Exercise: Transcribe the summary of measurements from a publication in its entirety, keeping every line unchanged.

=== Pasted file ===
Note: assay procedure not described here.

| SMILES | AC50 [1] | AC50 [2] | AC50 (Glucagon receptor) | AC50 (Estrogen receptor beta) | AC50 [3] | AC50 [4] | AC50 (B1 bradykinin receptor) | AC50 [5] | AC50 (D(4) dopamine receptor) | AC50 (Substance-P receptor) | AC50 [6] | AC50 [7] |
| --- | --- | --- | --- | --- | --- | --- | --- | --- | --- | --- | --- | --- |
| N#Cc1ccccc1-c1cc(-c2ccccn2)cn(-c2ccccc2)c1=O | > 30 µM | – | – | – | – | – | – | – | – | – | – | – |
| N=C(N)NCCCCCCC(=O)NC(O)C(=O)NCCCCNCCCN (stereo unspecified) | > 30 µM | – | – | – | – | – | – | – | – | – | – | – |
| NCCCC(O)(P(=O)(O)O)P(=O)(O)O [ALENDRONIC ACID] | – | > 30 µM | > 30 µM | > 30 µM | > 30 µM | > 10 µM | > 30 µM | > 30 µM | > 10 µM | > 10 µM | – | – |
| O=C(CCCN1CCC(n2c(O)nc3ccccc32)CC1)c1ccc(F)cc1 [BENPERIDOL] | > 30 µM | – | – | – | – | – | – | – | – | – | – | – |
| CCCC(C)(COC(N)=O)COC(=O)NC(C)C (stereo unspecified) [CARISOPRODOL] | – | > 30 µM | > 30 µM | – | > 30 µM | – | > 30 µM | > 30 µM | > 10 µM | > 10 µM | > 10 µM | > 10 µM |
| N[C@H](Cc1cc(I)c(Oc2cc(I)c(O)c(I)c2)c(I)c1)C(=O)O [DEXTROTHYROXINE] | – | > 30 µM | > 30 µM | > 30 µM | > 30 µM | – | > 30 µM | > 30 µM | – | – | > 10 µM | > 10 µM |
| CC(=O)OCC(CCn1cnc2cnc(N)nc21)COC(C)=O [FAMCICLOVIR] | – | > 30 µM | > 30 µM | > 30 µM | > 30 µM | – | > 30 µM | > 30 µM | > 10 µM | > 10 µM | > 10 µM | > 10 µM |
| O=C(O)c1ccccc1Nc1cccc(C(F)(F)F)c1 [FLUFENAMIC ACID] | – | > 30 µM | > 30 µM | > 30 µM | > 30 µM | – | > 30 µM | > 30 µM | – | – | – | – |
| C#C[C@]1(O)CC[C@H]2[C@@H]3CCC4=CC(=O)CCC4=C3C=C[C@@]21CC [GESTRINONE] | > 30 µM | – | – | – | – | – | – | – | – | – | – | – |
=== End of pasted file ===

Note: assay procedure not described here.

| SMILES | AC50 [1] | AC50 [2] | AC50 (Glucagon receptor) | AC50 (Estrogen receptor beta) | AC50 [3] | AC50 [4] | AC50 (B1 bradykinin receptor) | AC50 [5] | AC50 (D(4) dopamine receptor) | AC50 (Substance-P receptor) | AC50 [6] | AC50 [7] |
| --- | --- | --- | --- | --- | --- | --- | --- | --- | --- | --- | --- | --- |
| N#Cc1ccccc1-c1cc(-c2ccccn2)cn(-c2ccccc2)c1=O | > 30 µM | – | – | – | – | – | – | – | – | – | – | – |
| N=C(N)NCCCCCCC(=O)NC(O)C(=O)NCCCCNCCCN (stereo unspecified) | > 30 µM | – | – | – | – | – | – | – | – | – | – | – |
| NCCCC(O)(P(=O)(O)O)P(=O)(O)O [ALENDRONIC ACID] | – | > 30 µM | > 30 µM | > 30 µM | > 30 µM | > 10 µM | > 30 µM | > 30 µM | > 10 µM | > 10 µM | – | – |
| O=C(CCCN1CCC(n2c(O)nc3ccccc32)CC1)c1ccc(F)cc1 [BENPERIDOL] | > 30 µM | – | – | – | – | – | – | – | – | – | – | – |
| CCCC(C)(COC(N)=O)COC(=O)NC(C)C (stereo unspecified) [CARISOPRODOL] | – | > 30 µM | > 30 µM | – | > 30 µM | – | > 30 µM | > 30 µM | > 10 µM | > 10 µM | > 10 µM | > 10 µM |
| N[C@H](Cc1cc(I)c(Oc2cc(I)c(O)c(I)c2)c(I)c1)C(=O)O [DEXTROTHYROXINE] | – | > 30 µM | > 30 µM | > 30 µM | > 30 µM | – | > 30 µM | > 30 µM | – | – | > 10 µM | > 10 µM |
| CC(=O)OCC(CCn1cnc2cnc(N)nc21)COC(C)=O [FAMCICLOVIR] | – | > 30 µM | > 30 µM | > 30 µM | > 30 µM | – | > 30 µM | > 30 µM | > 10 µM | > 10 µM | > 10 µM | > 10 µM |
| O=C(O)c1ccccc1Nc1cccc(C(F)(F)F)c1 [FLUFENAMIC ACID] | – | > 30 µM | > 30 µM | > 30 µM | > 30 µM | – | > 30 µM | > 30 µM | – | – | – | – |
| C#C[C@]1(O)CC[C@H]2[C@@H]3CCC4=CC(=O)CCC4=C3C=C[C@@]21CC [GESTRINONE] | > 30 µM | – | – | – | – | – | – | – | – | – | – | – |